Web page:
I: The Creation of a Serial Killer

I The Creation of a Serial Killer Prize winning journalist Jack Olsen armed with unprecedented access to one of the most infamous serial killers in American history provides a fascinating glimpse into the mind of a murderer in the k

  • Title: I: The Creation of a Serial Killer
  • Author: Jack Olsen
  • ISBN: null
  • Page: 117
  • Format: Kindle Edition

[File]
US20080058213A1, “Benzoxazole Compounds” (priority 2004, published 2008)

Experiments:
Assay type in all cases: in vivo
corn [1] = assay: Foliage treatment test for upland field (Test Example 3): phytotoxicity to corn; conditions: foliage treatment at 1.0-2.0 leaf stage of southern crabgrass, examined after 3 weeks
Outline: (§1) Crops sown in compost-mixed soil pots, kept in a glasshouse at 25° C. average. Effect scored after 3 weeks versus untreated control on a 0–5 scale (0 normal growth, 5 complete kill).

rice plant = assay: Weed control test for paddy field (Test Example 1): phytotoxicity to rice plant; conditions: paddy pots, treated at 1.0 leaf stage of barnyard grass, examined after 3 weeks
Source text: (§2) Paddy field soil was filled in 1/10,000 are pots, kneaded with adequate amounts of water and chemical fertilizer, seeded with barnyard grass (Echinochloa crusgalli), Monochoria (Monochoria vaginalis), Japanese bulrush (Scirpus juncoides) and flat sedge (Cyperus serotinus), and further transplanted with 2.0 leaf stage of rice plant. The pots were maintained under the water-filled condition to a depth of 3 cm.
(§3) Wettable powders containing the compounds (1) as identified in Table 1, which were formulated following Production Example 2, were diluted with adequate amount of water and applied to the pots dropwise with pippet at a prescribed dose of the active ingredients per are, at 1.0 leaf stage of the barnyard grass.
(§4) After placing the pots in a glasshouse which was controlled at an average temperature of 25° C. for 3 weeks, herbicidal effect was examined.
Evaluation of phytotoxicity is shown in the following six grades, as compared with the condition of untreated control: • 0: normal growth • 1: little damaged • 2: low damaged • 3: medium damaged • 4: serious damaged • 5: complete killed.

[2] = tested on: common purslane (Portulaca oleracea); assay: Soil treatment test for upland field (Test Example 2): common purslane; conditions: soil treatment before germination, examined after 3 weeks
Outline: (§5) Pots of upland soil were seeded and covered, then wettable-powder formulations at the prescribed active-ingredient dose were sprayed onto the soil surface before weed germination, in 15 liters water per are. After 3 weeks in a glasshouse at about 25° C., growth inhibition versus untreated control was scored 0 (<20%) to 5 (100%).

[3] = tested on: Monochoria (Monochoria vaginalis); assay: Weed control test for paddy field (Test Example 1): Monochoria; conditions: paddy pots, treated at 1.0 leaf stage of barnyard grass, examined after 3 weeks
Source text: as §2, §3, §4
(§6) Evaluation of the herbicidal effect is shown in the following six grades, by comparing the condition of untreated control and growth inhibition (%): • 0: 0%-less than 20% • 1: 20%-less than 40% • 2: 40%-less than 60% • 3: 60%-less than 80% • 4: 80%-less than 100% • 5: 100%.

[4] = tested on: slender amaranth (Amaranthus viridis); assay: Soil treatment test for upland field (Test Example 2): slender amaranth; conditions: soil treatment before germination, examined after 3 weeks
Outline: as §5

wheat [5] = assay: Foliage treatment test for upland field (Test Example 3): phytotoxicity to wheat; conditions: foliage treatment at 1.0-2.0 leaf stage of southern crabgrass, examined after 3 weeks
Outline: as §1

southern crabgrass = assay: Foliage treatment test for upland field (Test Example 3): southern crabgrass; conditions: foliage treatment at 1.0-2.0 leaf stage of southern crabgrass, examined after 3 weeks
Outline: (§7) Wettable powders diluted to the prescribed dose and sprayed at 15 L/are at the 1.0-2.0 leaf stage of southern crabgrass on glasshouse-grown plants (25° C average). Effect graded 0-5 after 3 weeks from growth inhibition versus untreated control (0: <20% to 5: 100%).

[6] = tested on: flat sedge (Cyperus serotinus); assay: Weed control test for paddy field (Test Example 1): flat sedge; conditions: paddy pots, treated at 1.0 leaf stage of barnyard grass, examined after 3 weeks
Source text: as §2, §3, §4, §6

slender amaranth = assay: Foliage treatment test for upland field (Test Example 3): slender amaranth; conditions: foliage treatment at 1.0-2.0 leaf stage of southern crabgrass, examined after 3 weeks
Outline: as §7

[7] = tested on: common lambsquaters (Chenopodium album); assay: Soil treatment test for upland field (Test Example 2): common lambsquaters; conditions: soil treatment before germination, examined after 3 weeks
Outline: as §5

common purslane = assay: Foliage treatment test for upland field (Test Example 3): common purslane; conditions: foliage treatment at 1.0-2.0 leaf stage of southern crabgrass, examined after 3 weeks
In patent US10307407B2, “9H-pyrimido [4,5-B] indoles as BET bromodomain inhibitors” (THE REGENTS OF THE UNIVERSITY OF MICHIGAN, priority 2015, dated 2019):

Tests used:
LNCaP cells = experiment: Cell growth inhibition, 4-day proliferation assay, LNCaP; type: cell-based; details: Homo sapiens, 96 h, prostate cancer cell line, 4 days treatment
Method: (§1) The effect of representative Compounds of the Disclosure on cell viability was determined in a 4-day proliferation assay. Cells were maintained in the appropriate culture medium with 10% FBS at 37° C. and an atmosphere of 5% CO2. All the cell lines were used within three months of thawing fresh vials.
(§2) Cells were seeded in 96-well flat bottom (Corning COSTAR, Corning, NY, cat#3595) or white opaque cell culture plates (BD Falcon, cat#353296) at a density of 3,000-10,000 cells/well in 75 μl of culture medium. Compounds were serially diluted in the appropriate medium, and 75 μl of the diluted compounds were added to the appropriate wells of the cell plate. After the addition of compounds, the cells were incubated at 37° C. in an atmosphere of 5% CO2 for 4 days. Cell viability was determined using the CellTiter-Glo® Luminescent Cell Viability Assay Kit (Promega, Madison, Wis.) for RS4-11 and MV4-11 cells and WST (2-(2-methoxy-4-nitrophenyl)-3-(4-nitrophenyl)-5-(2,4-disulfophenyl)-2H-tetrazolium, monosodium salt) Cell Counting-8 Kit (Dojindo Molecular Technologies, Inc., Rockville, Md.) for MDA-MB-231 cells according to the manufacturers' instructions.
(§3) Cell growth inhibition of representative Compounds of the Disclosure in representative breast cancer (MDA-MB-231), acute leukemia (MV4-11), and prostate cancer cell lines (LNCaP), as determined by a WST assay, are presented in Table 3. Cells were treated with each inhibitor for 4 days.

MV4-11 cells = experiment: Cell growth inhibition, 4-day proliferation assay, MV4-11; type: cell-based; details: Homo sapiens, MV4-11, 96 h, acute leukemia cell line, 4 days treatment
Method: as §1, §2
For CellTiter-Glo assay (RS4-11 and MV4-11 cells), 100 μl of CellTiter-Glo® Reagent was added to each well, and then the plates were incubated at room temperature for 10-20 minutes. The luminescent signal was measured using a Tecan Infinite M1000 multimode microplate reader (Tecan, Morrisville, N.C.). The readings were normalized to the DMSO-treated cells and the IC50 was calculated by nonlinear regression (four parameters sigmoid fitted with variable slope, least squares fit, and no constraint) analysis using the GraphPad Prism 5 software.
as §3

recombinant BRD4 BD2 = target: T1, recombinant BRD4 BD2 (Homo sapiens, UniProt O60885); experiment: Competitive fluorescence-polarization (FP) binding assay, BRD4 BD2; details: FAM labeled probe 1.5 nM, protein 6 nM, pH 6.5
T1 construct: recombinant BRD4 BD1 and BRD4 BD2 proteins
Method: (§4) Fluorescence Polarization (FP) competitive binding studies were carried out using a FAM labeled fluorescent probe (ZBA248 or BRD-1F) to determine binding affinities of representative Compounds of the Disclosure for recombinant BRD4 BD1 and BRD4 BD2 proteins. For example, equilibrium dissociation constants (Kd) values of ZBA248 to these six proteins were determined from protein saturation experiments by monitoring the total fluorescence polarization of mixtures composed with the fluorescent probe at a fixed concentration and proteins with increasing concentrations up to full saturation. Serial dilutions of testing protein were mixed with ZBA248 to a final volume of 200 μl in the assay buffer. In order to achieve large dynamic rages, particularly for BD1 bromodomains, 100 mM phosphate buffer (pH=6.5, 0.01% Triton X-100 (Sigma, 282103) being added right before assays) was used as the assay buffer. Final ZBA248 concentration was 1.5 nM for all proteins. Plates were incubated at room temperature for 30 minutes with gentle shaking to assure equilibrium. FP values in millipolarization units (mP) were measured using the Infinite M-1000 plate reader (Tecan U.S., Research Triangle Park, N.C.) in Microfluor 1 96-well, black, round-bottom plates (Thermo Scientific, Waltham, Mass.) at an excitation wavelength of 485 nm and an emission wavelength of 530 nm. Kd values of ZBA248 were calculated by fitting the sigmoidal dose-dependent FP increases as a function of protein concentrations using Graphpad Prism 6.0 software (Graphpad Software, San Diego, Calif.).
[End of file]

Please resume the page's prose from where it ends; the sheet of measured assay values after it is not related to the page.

• Prize winning journalist Jack Olsen, armed with unprecedented access to one of the most infamous serial killers in American history, provides a fascinating glimpse into the mind of a murderer in the killer s own words In February 1990, Oregon State Police arrested John Sosnovke and Laverne Pavlinac for the vicious rape and murder of Taunja Bennet, a troubled 23 year Prize winning journalist Jack Olsen, armed with unprecedented access to one of the most infamous serial killers in American history, provides a fascinating glimpse into the mind of a murderer in the killer s own words In February 1990, Oregon State Police arrested John Sosnovke and Laverne Pavlinac for the vicious rape and murder of Taunja Bennet, a troubled 23 year old barfly who had suffered mild retardation since birth Pavlinac had come forth and confessed, implicating her boyfriend and producing physical evidence that linked them to the crime Authorities closed the case.There was just one problem They had the wrong people And the real killer wasn t about to let anyone take credit for his kill Keith Hunter Jesperson was a long haul truck driver and the murderer of eight women, including Taunja Bennet As the case wound through police precincts and courts ending in life sentences for both Sosnovke and Pavlinac Jesperson began a twisted one man campaign to win their release To the editors of newspapers and on the walls of highway rest stops, Jesperson scribbled out a series of taunting confessions I killed Tanya Bennett I beat her to death, raped her and loved it Yes I m sick, but I enjoy myself too People took the blame and I m free Look over your shoulder I may be closer than you think.At the end of each confession, Jesperson drew a happy face, earning for himself the grisly sobriquet The Happy Face Killer Based on access to interviews, diaries, court records, and the criminal himself, I The Creation of a Serial Killer is Jesperson s chilling story It chronicles his evolution from angry child to sociopathic murderer, from tormentor of animals to torturer of women It is also the story of the fate that befell him after two innocent citizens were imprisoned four years for one of his killings.Edgar Award winner Jack Olsen lets the killer to tell his story in his own words, offering unprecedented insight into the twisted thought process of a serial murderer Olsen takes his readers along on Jesperson s vicious cross country killing spree, letting him describe how he played his death game with eight innocent victims and how he finally came to grips with the fate he deserved.I The Creation of a Serial Killer is one of the most revealing and insightful pieces of crime reporting ever published.